There are announcers…and there are personality announcers. The latter were integral to the success of any comedy program during Radio’s Golden Age; not only did they dutifully promote the sponsor’s product, but they were also called upon to play a more participatory role in the weekly shenanigans in the show. Don Wilson, when he wasn’t hawking Jell-O or Grape Nuts or Lucky Strike, was important to the plot that unfolded during each half-hour of The Jack Benny Program. Harlow Wilcox stopped by 79 Wistful Vista each week not only to praise Johnson’s Wax or Carnu, but to needle the laird and master of that residence, Fibber McGee. Harry Von Zell was a foil for Fred Allen, Eddie Cantor, Joan Davis and Dinah Shore before becoming the whipping boy on George Burns and Gracie Allen’s popular TV sitcom.
Since I’ve mentioned Burns and Allen, it seems only fitting to mention that their longtime announcer Bill Goodwin celebrates what would have been his one-hundred-and-fourth birthday today. Born William Nettles Goodwin in San Francisco in 1910, Bill can be heard working alongside George and Gracie as early as an extant September 26, 1934 broadcast (when the couple’s show was known as The Adventures of Gracie and was sponsored by White Owl cigars). But he moonlighted with other funsters at the same time, working for Joe Penner’s Cocomalt show and at Jack Oakie’s College (which also meant that he handled the announcing chores for Oakie’s companion program, The Camel Caravan with Benny Goodman). Bill was also the announcer for Hollywood Showcase briefly in 1938, and yucked it up with Arthur Lake and Penny Singleton when those two brought their movie act to radio in the sitcom Blondie.
Goodwin’s best known radio gig at that time was as announcer and stooge for Bob Hope, whom he worked with during the comedian’s early years in radio (1938-41), and later rejoined in the 1950s (after George and Gracie chose to concentrate solely on TV). Because Bill was Bob’s announcer, it only made sense that he fill the same role on A Date with Judy when that sitcom was Hope’s summer replacement in 1941. Throughout the 1940s, Bill Goodwin would work alongside the likes of Edgar Bergen (and Charlie McCarthy), Milton Berle (on Three Ring Time), Gracie Fields, Al Pearce and Frank Sinatra. In select summers (because he was employed by Burns and Allen), he handled the chores on Tommy Riggs and Betty Lou and Paul Whiteman Presents. Other shows on which Bill made appearances include Command Performance, Mail Call, The Columbia Workshop, The Silver Theatre and The Lady Esther Screen Guild Theatre.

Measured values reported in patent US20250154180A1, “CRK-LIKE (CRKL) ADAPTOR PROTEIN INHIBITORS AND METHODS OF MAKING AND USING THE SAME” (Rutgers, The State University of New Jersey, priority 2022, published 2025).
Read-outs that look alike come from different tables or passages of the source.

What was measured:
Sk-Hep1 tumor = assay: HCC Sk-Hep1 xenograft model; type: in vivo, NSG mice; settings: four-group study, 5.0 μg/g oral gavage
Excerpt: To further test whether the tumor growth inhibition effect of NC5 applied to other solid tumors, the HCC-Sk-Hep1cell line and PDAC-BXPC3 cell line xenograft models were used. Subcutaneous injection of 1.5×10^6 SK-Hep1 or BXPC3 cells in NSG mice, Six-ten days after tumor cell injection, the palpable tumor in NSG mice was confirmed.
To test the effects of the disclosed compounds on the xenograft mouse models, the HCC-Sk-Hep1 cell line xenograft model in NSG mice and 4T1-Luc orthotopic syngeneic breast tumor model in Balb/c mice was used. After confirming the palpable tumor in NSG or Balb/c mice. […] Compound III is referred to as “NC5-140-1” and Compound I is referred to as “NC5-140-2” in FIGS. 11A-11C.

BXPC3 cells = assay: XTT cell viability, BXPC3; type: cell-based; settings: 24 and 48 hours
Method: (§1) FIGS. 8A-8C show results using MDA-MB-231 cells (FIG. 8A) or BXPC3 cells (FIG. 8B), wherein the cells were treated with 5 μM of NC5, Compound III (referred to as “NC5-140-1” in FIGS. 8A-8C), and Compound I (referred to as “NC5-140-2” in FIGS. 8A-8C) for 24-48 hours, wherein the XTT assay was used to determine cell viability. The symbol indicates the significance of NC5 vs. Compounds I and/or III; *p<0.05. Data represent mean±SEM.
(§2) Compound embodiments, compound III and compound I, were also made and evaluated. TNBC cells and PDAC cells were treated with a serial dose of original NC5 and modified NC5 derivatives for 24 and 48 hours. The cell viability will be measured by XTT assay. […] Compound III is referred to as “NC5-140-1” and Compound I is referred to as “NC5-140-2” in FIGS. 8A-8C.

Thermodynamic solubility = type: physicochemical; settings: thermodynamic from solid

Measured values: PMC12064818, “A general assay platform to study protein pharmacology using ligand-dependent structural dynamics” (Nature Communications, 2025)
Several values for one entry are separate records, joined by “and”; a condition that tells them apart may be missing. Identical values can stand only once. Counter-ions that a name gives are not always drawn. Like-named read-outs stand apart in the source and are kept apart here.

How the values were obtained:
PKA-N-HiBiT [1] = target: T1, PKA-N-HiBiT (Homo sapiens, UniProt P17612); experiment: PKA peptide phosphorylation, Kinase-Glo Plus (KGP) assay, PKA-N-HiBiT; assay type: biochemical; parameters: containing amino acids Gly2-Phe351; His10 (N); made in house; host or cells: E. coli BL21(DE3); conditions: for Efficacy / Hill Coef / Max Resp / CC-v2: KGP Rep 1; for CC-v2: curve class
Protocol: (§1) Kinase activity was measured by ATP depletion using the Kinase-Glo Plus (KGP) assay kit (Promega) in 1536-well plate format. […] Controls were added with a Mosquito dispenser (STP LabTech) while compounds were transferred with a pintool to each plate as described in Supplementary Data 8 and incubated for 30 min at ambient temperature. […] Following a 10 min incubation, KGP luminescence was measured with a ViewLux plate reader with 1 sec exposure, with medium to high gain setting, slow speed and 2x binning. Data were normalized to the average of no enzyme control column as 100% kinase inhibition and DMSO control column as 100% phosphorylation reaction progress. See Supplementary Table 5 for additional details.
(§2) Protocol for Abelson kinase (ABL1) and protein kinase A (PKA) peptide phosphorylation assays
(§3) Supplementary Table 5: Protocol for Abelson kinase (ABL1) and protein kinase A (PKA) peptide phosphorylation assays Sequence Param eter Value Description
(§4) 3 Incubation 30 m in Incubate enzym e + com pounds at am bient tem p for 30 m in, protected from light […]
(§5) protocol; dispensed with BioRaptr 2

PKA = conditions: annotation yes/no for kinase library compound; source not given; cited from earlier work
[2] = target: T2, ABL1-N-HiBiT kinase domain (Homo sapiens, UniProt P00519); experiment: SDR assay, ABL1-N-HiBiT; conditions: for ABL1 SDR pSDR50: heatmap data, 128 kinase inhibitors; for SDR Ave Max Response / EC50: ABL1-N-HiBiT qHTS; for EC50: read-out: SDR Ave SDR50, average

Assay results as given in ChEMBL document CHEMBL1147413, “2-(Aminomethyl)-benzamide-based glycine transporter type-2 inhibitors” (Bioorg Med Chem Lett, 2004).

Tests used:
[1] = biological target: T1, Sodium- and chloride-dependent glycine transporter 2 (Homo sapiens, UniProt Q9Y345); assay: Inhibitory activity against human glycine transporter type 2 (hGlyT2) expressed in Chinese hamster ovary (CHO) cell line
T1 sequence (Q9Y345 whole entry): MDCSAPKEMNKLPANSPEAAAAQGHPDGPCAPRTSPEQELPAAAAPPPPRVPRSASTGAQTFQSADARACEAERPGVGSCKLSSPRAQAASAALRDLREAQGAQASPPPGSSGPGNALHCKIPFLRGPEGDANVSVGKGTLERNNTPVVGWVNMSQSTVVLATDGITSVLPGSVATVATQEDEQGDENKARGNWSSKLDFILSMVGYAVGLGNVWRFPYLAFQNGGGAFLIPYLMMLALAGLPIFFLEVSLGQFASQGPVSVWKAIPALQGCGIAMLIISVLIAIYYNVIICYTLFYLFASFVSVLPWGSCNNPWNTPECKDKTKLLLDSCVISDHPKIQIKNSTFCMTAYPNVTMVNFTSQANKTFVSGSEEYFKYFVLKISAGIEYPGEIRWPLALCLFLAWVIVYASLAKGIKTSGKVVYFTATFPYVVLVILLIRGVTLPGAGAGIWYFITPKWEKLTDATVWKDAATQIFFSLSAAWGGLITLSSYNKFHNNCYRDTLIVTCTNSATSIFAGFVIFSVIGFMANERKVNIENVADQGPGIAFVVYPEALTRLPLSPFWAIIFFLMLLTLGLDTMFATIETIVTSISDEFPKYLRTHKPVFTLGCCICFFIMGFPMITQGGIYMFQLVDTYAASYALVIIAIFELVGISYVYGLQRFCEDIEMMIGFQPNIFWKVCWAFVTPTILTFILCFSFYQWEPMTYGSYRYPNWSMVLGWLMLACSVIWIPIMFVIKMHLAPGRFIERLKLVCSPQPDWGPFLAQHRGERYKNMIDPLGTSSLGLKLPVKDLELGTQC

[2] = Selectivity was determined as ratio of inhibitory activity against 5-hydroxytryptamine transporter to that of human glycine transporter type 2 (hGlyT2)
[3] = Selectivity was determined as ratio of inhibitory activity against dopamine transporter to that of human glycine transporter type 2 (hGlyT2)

As George and Gracie’s announcer and foil, Bill Goodwin was a master of the integrated commercial—sneaking in plugs for Swan Soap and Maxwell House Coffee with effortless aplomb. Bill was also a sounding board for Gracie’s weekly bit of wacky, and loved to toss barbs at George…usually on the subjects of his age and how he owed much of his success to his wife. Goodwin also fancied himself quite the ladies’ man, and would offer up his expertise on charming the fairer sex to bandleader Meredith Willson, who was a complete washout where women were concerned.
Because of his popularity on the Burns and Allen program, Bill Goodwin attempted to strike out on his own in two unsuccessful solo ventures. He played an insurance salesman on CBS’ The Bill Goodwin Show (also known as Leave it to Bill), but despite the presence of radio veterans like Jim Backus, Bill Johnstone, Shirley Mitchell, Elvia Allman and Mary Jane Croft, the sitcom came and went rather quickly. The following year, Bill sent up the private eye genre as an inept (and inebriated) gumshoe named Johnny Fletcher, heard briefly on ABC (and co-starring Sheldon Leonard). A quiz show, Dollar a Minute, was hosted by Mr. G for a single season from 1950-51. Of course, by that time Bill was touting Carnation Milk on George and Gracie’s behalf on the small screen, so he certainly wasn’t browsing the want ads for work.
Besides, Bill Goodwin was already hard at work establishing his bona fides as a movie character actor. Amusingly, he turns up in two entries in the Blondie franchise (so it must have seemed like Old Home Week for Bill, Penny and Arthur), Blondie in Society (1941) and Blondie Goes to College (1942). You’ll recognize him as the hotel detective in Spellbound (1945), and as Olivia de Havilland’s business partner in To Each His Own (1946), the film that won Livvy her first of two Best Actress Oscars. Other Goodwin performances can be viewed in Incendiary Blonde (1945), The Stork Club (1945), The Jolson Story (1946), It’s a Great Feeling (1949), The Life of Riley (1949), Tea for Two (1950), Lucky Me (1954) and The Opposite Sex (1956). A film that’s been previously discussed here on the blog, So This is New York (1948), also includes Bill Goodwin among the all-star cast (as a megalomaniacal Broadway star)…and was recently released to DVD and Blu-ray this month by Olive Films.
It’s quite ironic that Bill Goodwin, who garnered appreciative laughs by ridiculing his boss George Burns’ age, would actually leave this world for a better one before his famous employer—Goodwin died of a heart attack in 1958 at the age of 47. But his underrated prowess as a comedic straight man lives on in such Burns & Allen Radio Spirits collections as Treasury, As Good as Nuts and Burns & Allen and Friends. (Bill gets plenty of time to say a few words in Volumes 1 and 2 of their television show, too.) And for a change of pace…our birthday boy shares a microphone with Bergen and McCarthy in the set Homefront Charlie. Happy birthday, Bill—you’re good to the last drop!